Now, look, let’s start with the three fundamental Rules of Robotics – the three rules that are built most deeply into a robot’s positronic brain.
One, a robot may not injure a human being, or, through inaction, allow a human being to come to harm.
Two, a robot must obey the orders given it by human beings except where such orders would conflict with the First Law.
Three, a robot must protect its own existence as long as such protection does not conflict with the First or Second Laws.
These are Isaac Asimov’s easily recognizable and famous Three Laws of Robotics as laid out in his collection of short stories – I, Robot. For science fiction aficionados, these are easily identified and, most likely, committed to memory. Unfortunately for me, I just recently learned these laws. Sure, I’d heard them paraphrased many times and referenced in numerous books, but I never knew the true context in which they were used by Asimov. Now that I know the context, the rules are even more poignant and relevant in my mind.
What do you do when one of your favorite authors finishes another installment in a book series that you really like? You stop what you’re doing and move that book to the top of your reading list.
That’s what happened to me recently when William Hertling, the author of the Singularity Series, finished the fourth installment titled The Turing Exception. The Turing Exception picks up 10 years after the completion of The Last Firewall. In addition to introducing the effects of advanced nanotech, It adds another layer of artificial intelligence into the mix, the ability to upload your mind to a computer. It makes for some interesting plot dynamics and gives you even more to think about if (and when) the technology becomes available. There are some vexing moral quandaries and dilemmas presented which Hertling leaves for the reader to ponder on their own.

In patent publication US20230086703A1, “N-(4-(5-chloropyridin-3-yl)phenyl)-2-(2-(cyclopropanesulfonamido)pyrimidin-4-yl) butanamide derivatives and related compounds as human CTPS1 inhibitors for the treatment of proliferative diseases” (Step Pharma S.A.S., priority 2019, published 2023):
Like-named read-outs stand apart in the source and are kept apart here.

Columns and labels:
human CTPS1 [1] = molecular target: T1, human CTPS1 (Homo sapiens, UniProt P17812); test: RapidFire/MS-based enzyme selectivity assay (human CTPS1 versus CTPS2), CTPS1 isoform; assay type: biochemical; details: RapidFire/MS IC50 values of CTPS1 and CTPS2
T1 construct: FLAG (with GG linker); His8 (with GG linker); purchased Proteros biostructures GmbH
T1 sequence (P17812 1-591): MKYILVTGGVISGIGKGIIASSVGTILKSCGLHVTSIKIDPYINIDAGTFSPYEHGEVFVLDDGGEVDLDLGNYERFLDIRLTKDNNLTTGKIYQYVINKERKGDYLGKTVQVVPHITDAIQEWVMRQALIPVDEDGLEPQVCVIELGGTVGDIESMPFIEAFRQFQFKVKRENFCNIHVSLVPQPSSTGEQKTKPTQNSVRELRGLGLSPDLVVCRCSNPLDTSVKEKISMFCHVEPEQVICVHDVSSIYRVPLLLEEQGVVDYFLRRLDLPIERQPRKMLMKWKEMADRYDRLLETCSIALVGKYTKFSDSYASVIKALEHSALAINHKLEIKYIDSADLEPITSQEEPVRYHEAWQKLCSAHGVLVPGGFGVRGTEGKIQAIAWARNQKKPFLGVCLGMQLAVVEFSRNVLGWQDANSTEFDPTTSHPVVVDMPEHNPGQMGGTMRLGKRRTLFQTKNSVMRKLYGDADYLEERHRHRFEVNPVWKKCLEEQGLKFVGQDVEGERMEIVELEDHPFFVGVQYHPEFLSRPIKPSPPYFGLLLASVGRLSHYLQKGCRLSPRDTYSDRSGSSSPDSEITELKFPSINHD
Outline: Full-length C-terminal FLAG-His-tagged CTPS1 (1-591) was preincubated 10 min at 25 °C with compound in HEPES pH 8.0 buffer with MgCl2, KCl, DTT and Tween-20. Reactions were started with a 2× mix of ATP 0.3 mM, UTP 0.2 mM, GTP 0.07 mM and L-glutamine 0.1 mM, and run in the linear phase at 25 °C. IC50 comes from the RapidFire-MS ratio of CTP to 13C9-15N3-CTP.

For not being that into TED talks, I saw another one recently that features an interview with Elon Musk. It’s worth the 20 minutes to hear him talk about the big ideas he’s pursuing related to electric cars (Tesla motors), solar energy (Solar City), and space exploration (Space X).
He impresses me, and here’s why.
I’m a huge fan of William’s Hertling’s Singularity book series. Since reading the books, I’ve started following his blog where he often talks about artificial intelligence (AI) and the coming of the Singularity – that point in time where AI has achieved greater than human intelligence.
This weekend, he wrote an article in response to articles by Ramez Naam, author of one of my favorite books Nexus (and the sequel Crux), about how and when the Singularity may occur. In short, Naam suggests that the singularity is a ways off and won’t happen overnight. While Hertling more or less agrees with Naam, his concern is more related to the risks of an advanced AI. His biggest point is that we should be addressing the complicated ethical issues surrounding AI now so we are prepared for the Singularity when it occurs.
I’d be wading into water that is way over my head if I were to offer an opinion on how and when AI advancements will occur. I just don’t understand the technology well enough. However, I’ve read enough sci-fi books over the last 18 months regarding the Singularity that I agree we need to start discussions regarding the risks and ethical issues of a smarter than human AI sooner rather than later so we are prepared for it when it happens. I’m not suggesting I should be a part of the discussions, as I feel there are people who know way more about AI than me who should be addressing the issues, I’m just suggesting they happen.
Either way, here’s a link to all three articles. I suggest that you give them a read if you have any interesting in the advancement of AI and the emergence of the Singularity.
Finally, for good measure, here are my book reviews of Hertling’s and Naam’s books on AI and the Singularity. They’re longer form reading, but worth it if you want to understand the paths that AI could evolve along: